Iron in Pregnancy
If you lack iron, you’ll most likely get very worn out and might struggle with anaemia. Lean meat, green leafy veggies, dried fruit, and nuts include iron. If you ‘d like to eat peanuts or foods that contain peanuts (such as peanut butter) during pregnancy, you can do so as part of a healthy well balanced diet unless you’re allergic to them, or your health expert advises you not to.
Lots of breakfast cereals have iron included. If the iron level in your blood ends up being low, your GP or midwife will recommend you to take iron supplements.
Vitamin C in Pregnancy
Vitamin C safeguards cells and helps to keep them healthy.
A balanced diet containing fruit and vegetables, consisting of broccoli, citrus fruits, tomatoes, bell peppers, and blackcurrants, can supply all the vitamin C that you need.
Calcium in Pregnancy
Calcium is important for making your baby’s bones and teeth. Dairy products and fish with edible bones– such as sardines– are abundant in calcium. Breakfast cereals, dried fruit– such as figs and apricots– bread, almonds, tofu (a veggie protein made from soya beans) and green leafy vegetables– such as watercress, broccoli and curly kale– are other excellent sources of calcium.
Vegan and Unique Diets in Pregnancy
A diverse and balanced vegetarian diet ought to give enough nutrients for you and your baby during pregnancy. However, you might discover it more difficult to obtain enough iron and vitamin B12. Talk with your midwife or doctor about how to make sure you are getting enough of these important nutrients.
If you are vegan (you eliminated all animal products from your diet), or you follow a limited diet due to the fact that of food intolerance (for instance, a gluten-free diet for coeliac disease), speak to your midwife or GP. Ask to be referred to a dietitian for suggestions on how to ensure you are getting all the nutrients you need for you and your baby.
Exist any vitamins and minerals I should avoid during pregnancy?
Yes, you ought to prevent retinol, the animal type of vitamin A, due to the fact that it’s hazardous to unborn babies in large doses.
Don’t be lured to purchase a general multivitamin instead of one particularly for pregnant women. Although they may be more affordable, they may include retinol.
Pregnancy multivitamins often don’t contain vitamin A at all. However if they do it will be the type that happens in plants (beta-carotene), which is safe for your baby.
Prior to buying any pregnancy multivitamin, checked out the label and ensure you comprehend what it contains. If you’re unsure what to buy, or you don’t like the multivitamin you’re presently taking, ask the pharmacist for advice, or contact your midwife.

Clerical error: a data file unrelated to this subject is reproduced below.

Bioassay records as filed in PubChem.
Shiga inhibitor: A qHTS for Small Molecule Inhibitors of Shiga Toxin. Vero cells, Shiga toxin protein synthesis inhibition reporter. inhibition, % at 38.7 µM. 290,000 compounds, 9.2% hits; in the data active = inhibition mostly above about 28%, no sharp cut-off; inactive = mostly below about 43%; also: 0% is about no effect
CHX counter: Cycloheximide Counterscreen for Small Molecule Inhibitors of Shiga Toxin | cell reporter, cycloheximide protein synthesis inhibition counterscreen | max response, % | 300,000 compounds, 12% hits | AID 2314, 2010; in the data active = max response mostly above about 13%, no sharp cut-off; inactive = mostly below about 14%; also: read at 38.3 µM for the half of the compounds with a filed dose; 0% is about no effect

Never ever take more than the recommended dosage of multivitamin, which is usually one supplement a day.
This newest evaluation agrees with assistance from the National Institute for Health and Care Excellence (Nice): there is no evidence that anything other than vitamin D and folic acid are required as supplements in pregnancy. Folic acid reduces the probability of brain and spine flaws in babies (anencephaly and spina bifida)– and greater doses might be required in women with higher risk of these conditions.
The proof for folic acid is strong. The research to support vitamin D supplements in strengthening the development of bones and teeth in infants is not as strong, however sufficient for the publication and Nice to advise it. However there is no such recommendation for vitamins C and E.
High levels of vitamin A might cause abnormality, so those supplements are a no-no; iron is required just for women who are anaemic, as it can aggravate the stomach and cause constipation or diarrhoea. Just research from low-income countries where pregnant women are more likely to be malnourished recommends any benefit from multivitamins, although advice varies worldwide.
Pregnant women in the United States are advised to take iron and folic acid supplements, however not vitamin D. So does it actually matter if pregnant women take multivitamins? Probably not, as long as they examine the amount of vitamin A in the preparation. However why invest more on supplements if they will not make you or your baby any much healthier?